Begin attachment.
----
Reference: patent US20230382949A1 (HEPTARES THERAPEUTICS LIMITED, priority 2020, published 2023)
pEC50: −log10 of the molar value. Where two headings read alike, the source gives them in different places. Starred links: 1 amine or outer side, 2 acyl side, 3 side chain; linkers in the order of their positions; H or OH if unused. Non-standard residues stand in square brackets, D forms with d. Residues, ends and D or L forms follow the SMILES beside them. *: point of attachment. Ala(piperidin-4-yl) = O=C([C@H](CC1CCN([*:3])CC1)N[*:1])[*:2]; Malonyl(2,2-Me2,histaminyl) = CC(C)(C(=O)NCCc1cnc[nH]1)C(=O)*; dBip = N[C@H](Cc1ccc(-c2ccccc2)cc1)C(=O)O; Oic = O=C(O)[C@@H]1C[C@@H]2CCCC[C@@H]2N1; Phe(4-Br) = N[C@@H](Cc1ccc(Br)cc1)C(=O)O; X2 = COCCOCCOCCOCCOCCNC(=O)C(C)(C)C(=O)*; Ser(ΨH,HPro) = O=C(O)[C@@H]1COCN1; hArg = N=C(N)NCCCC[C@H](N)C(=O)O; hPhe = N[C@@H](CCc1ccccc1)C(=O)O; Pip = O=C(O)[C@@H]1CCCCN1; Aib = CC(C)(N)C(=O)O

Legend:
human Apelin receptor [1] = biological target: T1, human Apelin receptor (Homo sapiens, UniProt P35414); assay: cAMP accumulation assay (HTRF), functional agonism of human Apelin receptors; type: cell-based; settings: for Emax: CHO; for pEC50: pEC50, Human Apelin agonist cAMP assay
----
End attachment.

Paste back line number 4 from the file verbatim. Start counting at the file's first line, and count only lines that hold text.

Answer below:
human Apelin receptor [1] = biological target: T1, human Apelin receptor (Homo sapiens, UniProt P35414); assay: cAMP accumulation assay (HTRF), functional agonism of human Apelin receptors; type: cell-based; settings: for Emax: CHO; for pEC50: pEC50, Human Apelin agonist cAMP assay